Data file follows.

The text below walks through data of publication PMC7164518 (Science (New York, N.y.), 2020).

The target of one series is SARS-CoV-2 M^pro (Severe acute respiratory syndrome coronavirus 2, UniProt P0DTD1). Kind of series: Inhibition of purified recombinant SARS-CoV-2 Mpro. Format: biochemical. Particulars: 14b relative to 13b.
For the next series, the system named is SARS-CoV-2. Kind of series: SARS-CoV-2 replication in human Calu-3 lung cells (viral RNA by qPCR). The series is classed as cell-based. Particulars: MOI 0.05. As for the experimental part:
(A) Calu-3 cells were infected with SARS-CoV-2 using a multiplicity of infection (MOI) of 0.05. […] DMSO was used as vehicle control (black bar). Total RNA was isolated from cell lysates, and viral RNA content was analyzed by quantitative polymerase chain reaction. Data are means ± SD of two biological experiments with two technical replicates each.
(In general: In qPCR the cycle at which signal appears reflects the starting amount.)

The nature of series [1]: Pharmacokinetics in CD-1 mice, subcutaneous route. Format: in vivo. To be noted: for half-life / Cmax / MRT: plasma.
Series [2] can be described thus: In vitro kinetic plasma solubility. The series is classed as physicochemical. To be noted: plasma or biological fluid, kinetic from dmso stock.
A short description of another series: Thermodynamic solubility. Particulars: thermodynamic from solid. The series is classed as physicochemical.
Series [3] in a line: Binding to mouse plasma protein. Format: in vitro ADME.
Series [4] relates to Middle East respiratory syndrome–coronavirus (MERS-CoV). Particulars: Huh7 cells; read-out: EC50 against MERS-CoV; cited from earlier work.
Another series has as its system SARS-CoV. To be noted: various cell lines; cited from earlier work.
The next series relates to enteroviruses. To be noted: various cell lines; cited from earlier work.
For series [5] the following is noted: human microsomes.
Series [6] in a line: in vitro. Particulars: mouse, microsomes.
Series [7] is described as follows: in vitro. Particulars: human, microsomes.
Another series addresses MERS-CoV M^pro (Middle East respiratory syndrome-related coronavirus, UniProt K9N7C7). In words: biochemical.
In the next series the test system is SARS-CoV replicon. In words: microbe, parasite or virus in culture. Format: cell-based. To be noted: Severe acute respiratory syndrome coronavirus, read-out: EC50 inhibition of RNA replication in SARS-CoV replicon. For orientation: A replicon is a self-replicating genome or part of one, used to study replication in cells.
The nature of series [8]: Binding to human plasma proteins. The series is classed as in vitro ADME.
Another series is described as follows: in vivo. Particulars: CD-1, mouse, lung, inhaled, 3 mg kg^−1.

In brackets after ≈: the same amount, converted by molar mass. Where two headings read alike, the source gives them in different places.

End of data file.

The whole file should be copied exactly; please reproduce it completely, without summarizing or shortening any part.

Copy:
The text below walks through data of publication PMC7164518 (Science (New York, N.y.), 2020).

The target of one series is SARS-CoV-2 M^pro (Severe acute respiratory syndrome coronavirus 2, UniProt P0DTD1). Kind of series: Inhibition of purified recombinant SARS-CoV-2 Mpro. Format: biochemical. Particulars: 14b relative to 13b.
For the next series, the system named is SARS-CoV-2. Kind of series: SARS-CoV-2 replication in human Calu-3 lung cells (viral RNA by qPCR). The series is classed as cell-based. Particulars: MOI 0.05. As for the experimental part:
(A) Calu-3 cells were infected with SARS-CoV-2 using a multiplicity of infection (MOI) of 0.05. […] DMSO was used as vehicle control (black bar). Total RNA was isolated from cell lysates, and viral RNA content was analyzed by quantitative polymerase chain reaction. Data are means ± SD of two biological experiments with two technical replicates each.
(In general: In qPCR the cycle at which signal appears reflects the starting amount.)

The nature of series [1]: Pharmacokinetics in CD-1 mice, subcutaneous route. Format: in vivo. To be noted: for half-life / Cmax / MRT: plasma.
Series [2] can be described thus: In vitro kinetic plasma solubility. The series is classed as physicochemical. To be noted: plasma or biological fluid, kinetic from dmso stock.
A short description of another series: Thermodynamic solubility. Particulars: thermodynamic from solid. The series is classed as physicochemical.
Series [3] in a line: Binding to mouse plasma protein. Format: in vitro ADME.
Series [4] relates to Middle East respiratory syndrome–coronavirus (MERS-CoV). Particulars: Huh7 cells; read-out: EC50 against MERS-CoV; cited from earlier work.
Another series has as its system SARS-CoV. To be noted: various cell lines; cited from earlier work.
The next series relates to enteroviruses. To be noted: various cell lines; cited from earlier work.
For series [5] the following is noted: human microsomes.
Series [6] in a line: in vitro. Particulars: mouse, microsomes.
Series [7] is described as follows: in vitro. Particulars: human, microsomes.
Another series addresses MERS-CoV M^pro (Middle East respiratory syndrome-related coronavirus, UniProt K9N7C7). In words: biochemical.
In the next series the test system is SARS-CoV replicon. In words: microbe, parasite or virus in culture. Format: cell-based. To be noted: Severe acute respiratory syndrome coronavirus, read-out: EC50 inhibition of RNA replication in SARS-CoV replicon. For orientation: A replicon is a self-replicating genome or part of one, used to study replication in cells.
The nature of series [8]: Binding to human plasma proteins. The series is classed as in vitro ADME.
Another series is described as follows: in vivo. Particulars: CD-1, mouse, lung, inhaled, 3 mg kg^−1.

In brackets after ≈: the same amount, converted by molar mass. Where two headings read alike, the source gives them in different places.